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Andalib A R, Radandish M. Immunological and Clinical Aspects of Immune Responses to SARS-CoV-2. Journal of Inflammatory Diseases. 2021; 24 (6) :592-613
URL: http://journal.qums.ac.ir/article-1-3104-en.html
1- Department of Immunology, School of Medicine, Isfahan University of Medical Sciences, Isfahan, Iran. , andalib@med.mui.ac.ir
2- Department of Immunology, School of Medicine, Isfahan University of Medical Sciences, Isfahan, Iran.
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1. Introduction
he Coronavirus Disease 2019 (COVID-19) caused by a coronavirus named SARS-CoV-2 from the family Coronaviridae, was first reported in December 2019 in China [1]. The disease have mild or severe symptoms such as fever, chills, cough, shortness of breath, body aches, and gastrointestinal symptoms, followed by severe inflammation, cytokine storm, acute respiratory distress syndrome, and dysfunction of other organs. Most people infected with this virus return to normal life, although tissue damage caused by the virus may remain in their body [4]. In this study, we hypothesize that innate and acquired immune responses play an important role in resistance to SARS-CoV-2.
2. Materials and Methods
This is a narrative review study. The search was conducted on related studies published during January- October 2020 in Google Scholar, PubMed, Embase, and Scopus databases using the keywords Covid-19, Immunology, and Immunopathogenesis. Among abundant and mostly repetitive information, the immunological aspects were selected. Having knowledge of the immunopathogenesis and progression of COVID-19 can help the medical staff develop appropriate interventions for the patients. Therefore, the content is designed by describing clinical cases and immunological aspects involved in the disease process and the use of intervention facilities based on immunological findings.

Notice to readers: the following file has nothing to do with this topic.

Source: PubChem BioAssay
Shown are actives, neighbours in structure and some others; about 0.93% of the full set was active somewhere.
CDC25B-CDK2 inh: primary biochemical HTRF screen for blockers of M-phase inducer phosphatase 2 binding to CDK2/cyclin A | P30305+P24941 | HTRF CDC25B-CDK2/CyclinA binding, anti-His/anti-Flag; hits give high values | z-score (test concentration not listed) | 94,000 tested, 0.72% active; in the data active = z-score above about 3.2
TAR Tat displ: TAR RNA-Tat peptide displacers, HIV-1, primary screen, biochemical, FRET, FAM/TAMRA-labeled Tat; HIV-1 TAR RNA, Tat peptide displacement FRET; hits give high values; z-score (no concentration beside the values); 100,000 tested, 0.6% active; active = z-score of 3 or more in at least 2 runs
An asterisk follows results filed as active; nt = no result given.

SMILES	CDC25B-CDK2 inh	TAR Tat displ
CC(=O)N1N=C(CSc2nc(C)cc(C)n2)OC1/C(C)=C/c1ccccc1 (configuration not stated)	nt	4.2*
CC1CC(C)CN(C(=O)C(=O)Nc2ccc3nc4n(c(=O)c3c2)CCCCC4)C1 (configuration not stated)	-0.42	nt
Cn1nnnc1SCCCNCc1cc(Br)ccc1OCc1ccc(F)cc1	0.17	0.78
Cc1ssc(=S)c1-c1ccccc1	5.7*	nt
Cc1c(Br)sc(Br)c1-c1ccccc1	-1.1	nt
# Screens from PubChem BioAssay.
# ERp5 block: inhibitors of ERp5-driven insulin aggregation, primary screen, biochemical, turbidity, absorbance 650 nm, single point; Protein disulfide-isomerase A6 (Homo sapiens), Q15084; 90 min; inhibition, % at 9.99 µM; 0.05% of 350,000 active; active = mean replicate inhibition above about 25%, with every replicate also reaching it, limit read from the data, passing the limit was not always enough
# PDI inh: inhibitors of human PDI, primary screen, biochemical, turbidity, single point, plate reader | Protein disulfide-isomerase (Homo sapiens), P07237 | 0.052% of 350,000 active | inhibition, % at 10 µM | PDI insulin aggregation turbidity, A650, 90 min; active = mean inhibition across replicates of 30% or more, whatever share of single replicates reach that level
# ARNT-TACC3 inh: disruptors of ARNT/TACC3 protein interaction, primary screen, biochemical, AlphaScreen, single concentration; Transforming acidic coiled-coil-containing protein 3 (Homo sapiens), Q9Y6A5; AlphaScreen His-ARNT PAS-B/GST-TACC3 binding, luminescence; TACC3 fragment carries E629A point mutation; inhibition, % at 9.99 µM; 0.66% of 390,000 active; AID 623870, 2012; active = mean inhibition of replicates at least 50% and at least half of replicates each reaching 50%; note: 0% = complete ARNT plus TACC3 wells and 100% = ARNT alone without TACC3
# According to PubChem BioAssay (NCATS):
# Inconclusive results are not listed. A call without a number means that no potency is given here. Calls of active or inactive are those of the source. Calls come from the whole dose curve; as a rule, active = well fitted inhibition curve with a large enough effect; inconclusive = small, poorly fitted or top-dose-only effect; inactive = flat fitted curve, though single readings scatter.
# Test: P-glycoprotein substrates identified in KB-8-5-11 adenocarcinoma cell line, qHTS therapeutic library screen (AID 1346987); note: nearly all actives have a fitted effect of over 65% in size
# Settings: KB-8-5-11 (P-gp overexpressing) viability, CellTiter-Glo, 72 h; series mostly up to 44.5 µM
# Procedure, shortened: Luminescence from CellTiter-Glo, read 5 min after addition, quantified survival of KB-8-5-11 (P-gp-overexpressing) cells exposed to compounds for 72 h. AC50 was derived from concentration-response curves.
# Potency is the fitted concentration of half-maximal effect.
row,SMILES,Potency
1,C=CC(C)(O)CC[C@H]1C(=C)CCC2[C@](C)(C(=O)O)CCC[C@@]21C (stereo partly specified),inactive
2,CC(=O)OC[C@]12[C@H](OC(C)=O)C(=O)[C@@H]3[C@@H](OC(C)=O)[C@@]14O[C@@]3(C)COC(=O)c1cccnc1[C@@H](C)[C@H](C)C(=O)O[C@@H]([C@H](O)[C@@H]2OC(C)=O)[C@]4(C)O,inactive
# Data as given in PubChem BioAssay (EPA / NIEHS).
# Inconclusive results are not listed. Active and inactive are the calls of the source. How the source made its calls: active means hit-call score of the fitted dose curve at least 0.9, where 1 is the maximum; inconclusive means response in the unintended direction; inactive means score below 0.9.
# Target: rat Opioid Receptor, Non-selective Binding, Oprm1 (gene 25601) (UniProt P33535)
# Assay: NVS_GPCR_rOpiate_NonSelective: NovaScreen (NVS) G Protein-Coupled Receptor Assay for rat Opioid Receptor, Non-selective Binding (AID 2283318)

3. Results
The SARS-CoV-2 can enter the cell by binding to the Angiotensin-Converting Enzyme 2 (ACE2) receptor and Trans-Membrane Protease Serine 2 (TMPRSS2) on the surface of lung epithelial cells [18]. The main pathogenic mechanism of infection with SARS-CoV-2 is the stimulation of inflammatory response followed by damage to the alveoli of lung tissue. In uncontrolled immune responses, the infiltration of macrophages, monocytes, neutrophils, and inflammatory T cells into the alveoli increases which leads to tissue damage in the lungs and other organs by overproduction of inflammatory cytokines such as Interleukin 6 (IL-6), Tumor Necrosis Factor alpha (TNF-α), Granulocyte-Macrophage Colony-Stimulating Factor (GM-CSF), interleukin 6 (IL-8), Interferon gamma (IFNγ), etc. [7, 17]. Therefore, the severity of the disease in individuals is correlated to the host’s uncontrolled inflammatory/immune response.
Immunological aspects
As shown in Figure 1, SARS-COV-2 stimulates the pyroptosis of alveolar cells, leads to immune cells infiltration into the infection site.